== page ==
If ignorance is bliss, illiteracy can be beneficial.
It was the final Friday of the past summer’s camping season. I was in our bungalow in Camp Dora Golding looking at a calendar when I realized that Shabbos would be our twins’ – Gavriel and Michael’s – fifth Hebrew birthday. Generally, we celebrate our children’s English birthdays for the simple reason that we remember those (at least the rest of my family does. I’m lucky if I remember all of my children’s names.). But I made the mistake of announcing that it was their birthday in their presence. They excitedly asked what we were doing to celebrate their birthday. My wife shot me an annoyed glare and asked me why I had to say anything.
On Shabbos morning the following day, camp’s Director and First Lady – Alex and Chanie Gold – hosted their annual hakaras ha’tov kiddush, in appreciation of the devotion and efforts of the camp administrators and their families throughout the summer. All camp families attended the gala kiddush presented by Chef Yosef Oldak, which included an impressive assortment of meat, kugels, herring, and sushi platters (for those who like that stuff), endless candy, and cookies that had the Camp Dora Golding logo on them.
When our family arrived at the kiddush, the twins assumed it was in their honor and were very excited. We weren’t about to tell them otherwise.
I approached Alex and asked him if he could give a happy birthday shout-out to the twins at the end of his speech. He graciously agreed. He did even better. At the end of his warm message of gratitude to the assemblage, he asked, “Where are Gavriel and Michoel Staum?” The two of them looked up surprisedly from their plates of candy and cups of soda and raised their hands. Alex called them over and told them that because it’s their birthday they each get another cookie.
The twins assumed that the words on the cookies read “Happy Birthday, Gavriel and Michoel.” They were delighted to add the extra cookies to their overflowing loot of nosh.
We thanked Alex for helping us with our birthday dilemma, allowing the twins to feel special without it costing us a penny. He jokingly replied that he was sending us a bill for half the kiddush.
Of course, we want our children to learn to read and write. There is a beautiful excitement generated as they begin to recognize letters, and even more so, when they are able to read words. But, until that time, we can take advantage of their illiteracy.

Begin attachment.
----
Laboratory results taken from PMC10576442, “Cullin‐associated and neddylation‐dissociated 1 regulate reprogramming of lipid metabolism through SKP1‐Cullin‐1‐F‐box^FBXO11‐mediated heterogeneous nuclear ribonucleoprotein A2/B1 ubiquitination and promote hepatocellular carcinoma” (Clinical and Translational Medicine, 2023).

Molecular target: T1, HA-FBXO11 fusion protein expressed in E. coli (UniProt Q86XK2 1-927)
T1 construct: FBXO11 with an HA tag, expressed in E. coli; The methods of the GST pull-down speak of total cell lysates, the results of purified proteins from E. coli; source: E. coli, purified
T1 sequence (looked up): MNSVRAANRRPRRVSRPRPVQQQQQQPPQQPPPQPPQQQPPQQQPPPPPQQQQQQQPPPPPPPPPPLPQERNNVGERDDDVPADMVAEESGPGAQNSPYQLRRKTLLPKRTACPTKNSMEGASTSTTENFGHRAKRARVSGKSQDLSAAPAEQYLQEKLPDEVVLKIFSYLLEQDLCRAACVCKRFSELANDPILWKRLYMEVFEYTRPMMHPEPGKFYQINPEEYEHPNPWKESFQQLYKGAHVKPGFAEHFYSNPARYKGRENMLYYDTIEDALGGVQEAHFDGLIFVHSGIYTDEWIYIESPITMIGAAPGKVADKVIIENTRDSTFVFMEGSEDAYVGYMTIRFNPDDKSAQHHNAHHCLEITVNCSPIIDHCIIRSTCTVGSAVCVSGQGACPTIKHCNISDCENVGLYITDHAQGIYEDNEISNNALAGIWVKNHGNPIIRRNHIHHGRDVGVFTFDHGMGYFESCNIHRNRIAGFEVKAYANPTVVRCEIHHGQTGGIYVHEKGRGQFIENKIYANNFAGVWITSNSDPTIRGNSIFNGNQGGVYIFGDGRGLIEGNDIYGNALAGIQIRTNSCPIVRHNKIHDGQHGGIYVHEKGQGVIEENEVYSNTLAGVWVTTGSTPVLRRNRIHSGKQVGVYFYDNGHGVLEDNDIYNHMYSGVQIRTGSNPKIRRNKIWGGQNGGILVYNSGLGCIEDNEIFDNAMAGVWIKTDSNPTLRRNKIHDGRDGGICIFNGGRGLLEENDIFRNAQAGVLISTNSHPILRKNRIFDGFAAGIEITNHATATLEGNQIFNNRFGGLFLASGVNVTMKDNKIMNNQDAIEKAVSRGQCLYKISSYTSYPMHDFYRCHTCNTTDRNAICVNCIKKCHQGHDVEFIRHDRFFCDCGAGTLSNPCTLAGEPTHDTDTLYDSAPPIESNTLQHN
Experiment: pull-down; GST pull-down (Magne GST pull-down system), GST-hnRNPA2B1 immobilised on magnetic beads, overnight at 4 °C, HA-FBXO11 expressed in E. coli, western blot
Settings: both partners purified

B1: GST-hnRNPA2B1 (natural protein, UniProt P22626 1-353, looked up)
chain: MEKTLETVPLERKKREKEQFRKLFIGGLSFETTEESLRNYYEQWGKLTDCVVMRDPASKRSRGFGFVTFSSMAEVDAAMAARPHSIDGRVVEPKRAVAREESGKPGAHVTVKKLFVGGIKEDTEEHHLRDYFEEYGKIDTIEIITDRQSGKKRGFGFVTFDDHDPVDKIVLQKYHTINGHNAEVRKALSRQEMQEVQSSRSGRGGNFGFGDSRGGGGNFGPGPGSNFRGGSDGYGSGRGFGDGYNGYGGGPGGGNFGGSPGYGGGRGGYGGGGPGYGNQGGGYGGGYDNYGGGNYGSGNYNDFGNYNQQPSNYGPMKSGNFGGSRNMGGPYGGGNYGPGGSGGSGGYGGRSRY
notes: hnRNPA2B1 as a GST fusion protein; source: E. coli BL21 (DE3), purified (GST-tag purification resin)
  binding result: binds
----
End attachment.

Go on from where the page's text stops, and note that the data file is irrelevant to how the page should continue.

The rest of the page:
More recently, our daughter Aviva got her driving permit. During the days prior, while she was studying for the exam, whenever I was driving and she was in the car, she would announce what each sign we passed meant. The entire trip I heard, “Stop, Yield, Left Turn Ahead, Traffic Light Ahead, Speed Limit 30, Two-Way Traffic, Dead End, Pedestrian Crossing,” etc. It was worse than having a cop driving behind me.
Those signs had been there for years, but she had never paid much attention to them because they didn’t mean much to her. But now that she needed to know what each one meant, she paid careful attention to ensure that she understood their message.
At the beginning of each year, when I hand my wide-eyed, overwhelmed freshman students the gemaras they will be using for the year, there is a palpable feeling of nervousness. I tell them that now the words in their new gemaras look like they are in a foreign language (to be fair, they are written in a foreign language. But I mean even more foreign than a chumash or mishnayos). Our goal is that over the course of the year, they will invest in their learning, and repeatedly review the words of the Gemara until they become fluent and comfortable with them. That includes marking up their gemaras with punctuation, translation of hard words, and other brief notes. If they do so, they will discover that they will become very attached to their gemaras, until it feels like a dear friend. They will invariably feel a deep sense of mastery, pride, and love for the volume whose words once seemed so alien to them.
I also tell my students that there is a certain majestic beauty seeing a yeshivah bachur walking in the street clutching his gemara. Just as he takes his t’filin with him whenever he goes away overnight, if he develops a true connection with his gemara, he will want to take it with him, as well.
On Simchas Torah, many yeshivah bachurim dance while grasping the gemaras that they use every day. There is an unparalleled pride in the feeling of connection to Torah and Hashem, which results from investment and diligence.
I write this from the vantage point of a rebbe of boys, because that’s what I have the great z’chus to be. But the same is true for a girl who invests in her Torah studies and t’filah.
Davening is a particular challenge for many of us (especially our youth) because the words are so foreign. But one who tries to understand the timeless words of t’filah will begin to recognize the incredible tapestry and depth that are to be found in the words of the Siddur.
May we all become spiritually literate and discover the great sweetness of connection to Torah and t’filah.